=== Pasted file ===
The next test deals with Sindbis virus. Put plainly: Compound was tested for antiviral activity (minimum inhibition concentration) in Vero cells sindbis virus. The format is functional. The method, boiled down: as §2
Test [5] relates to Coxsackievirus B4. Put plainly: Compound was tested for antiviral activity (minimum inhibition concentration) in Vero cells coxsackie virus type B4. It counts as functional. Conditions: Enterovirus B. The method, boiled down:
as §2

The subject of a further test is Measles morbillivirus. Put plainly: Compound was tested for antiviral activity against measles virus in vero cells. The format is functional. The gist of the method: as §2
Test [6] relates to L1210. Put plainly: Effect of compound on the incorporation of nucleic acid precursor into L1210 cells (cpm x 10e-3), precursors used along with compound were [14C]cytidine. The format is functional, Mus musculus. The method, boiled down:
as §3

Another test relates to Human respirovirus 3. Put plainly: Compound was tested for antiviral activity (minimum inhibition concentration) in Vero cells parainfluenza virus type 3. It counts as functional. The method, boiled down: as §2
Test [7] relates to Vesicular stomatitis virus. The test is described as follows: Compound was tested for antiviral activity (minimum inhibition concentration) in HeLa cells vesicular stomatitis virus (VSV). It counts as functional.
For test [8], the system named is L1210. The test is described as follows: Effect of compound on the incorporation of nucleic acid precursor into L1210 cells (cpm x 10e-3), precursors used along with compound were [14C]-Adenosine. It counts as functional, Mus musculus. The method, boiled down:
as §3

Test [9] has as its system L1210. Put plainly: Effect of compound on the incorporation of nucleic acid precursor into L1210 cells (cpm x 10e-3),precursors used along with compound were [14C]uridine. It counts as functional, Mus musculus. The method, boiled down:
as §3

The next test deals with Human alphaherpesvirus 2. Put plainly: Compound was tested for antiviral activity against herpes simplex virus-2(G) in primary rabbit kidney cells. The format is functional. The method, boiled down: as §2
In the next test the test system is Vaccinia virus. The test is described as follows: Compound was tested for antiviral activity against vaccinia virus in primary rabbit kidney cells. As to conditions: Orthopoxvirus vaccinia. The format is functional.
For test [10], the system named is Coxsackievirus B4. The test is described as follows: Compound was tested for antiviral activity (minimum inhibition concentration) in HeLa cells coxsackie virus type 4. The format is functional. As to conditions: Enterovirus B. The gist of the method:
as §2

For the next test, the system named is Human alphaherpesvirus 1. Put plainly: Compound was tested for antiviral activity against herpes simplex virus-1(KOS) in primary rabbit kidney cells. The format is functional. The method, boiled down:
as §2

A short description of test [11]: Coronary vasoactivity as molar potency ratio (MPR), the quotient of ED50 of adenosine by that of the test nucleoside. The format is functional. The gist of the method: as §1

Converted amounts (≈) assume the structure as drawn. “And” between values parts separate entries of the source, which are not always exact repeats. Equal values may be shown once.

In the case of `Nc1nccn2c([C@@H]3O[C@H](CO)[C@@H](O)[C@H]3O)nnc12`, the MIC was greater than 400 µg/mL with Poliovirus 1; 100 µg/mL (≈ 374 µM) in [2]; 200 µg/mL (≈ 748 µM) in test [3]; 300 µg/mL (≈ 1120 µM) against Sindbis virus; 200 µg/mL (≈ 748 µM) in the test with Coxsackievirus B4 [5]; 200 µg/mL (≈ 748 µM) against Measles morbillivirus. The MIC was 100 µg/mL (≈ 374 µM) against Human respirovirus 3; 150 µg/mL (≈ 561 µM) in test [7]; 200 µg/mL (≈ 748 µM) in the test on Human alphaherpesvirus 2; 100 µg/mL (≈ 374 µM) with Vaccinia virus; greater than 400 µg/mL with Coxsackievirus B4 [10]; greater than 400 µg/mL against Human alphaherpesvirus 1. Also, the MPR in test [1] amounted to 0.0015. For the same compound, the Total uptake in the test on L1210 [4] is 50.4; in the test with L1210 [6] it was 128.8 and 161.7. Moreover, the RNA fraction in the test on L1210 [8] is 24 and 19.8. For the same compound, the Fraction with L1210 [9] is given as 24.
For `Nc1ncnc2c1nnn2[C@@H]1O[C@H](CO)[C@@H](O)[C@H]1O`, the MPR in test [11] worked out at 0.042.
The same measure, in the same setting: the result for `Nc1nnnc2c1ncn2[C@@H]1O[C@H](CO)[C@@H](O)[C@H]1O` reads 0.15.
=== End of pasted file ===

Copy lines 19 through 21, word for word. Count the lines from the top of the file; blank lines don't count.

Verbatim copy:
A short description of test [11]: Coronary vasoactivity as molar potency ratio (MPR), the quotient of ED50 of adenosine by that of the test nucleoside. The format is functional. The gist of the method: as §1

Converted amounts (≈) assume the structure as drawn. “And” between values parts separate entries of the source, which are not always exact repeats. Equal values may be shown once.

In the case of `Nc1nccn2c([C@@H]3O[C@H](CO)[C@@H](O)[C@H]3O)nnc12`, the MIC was greater than 400 µg/mL with Poliovirus 1; 100 µg/mL (≈ 374 µM) in [2]; 200 µg/mL (≈ 748 µM) in test [3]; 300 µg/mL (≈ 1120 µM) against Sindbis virus; 200 µg/mL (≈ 748 µM) in the test with Coxsackievirus B4 [5]; 200 µg/mL (≈ 748 µM) against Measles morbillivirus. The MIC was 100 µg/mL (≈ 374 µM) against Human respirovirus 3; 150 µg/mL (≈ 561 µM) in test [7]; 200 µg/mL (≈ 748 µM) in the test on Human alphaherpesvirus 2; 100 µg/mL (≈ 374 µM) with Vaccinia virus; greater than 400 µg/mL with Coxsackievirus B4 [10]; greater than 400 µg/mL against Human alphaherpesvirus 1. Also, the MPR in test [1] amounted to 0.0015. For the same compound, the Total uptake in the test on L1210 [4] is 50.4; in the test with L1210 [6] it was 128.8 and 161.7. Moreover, the RNA fraction in the test on L1210 [8] is 24 and 19.8. For the same compound, the Fraction with L1210 [9] is given as 24.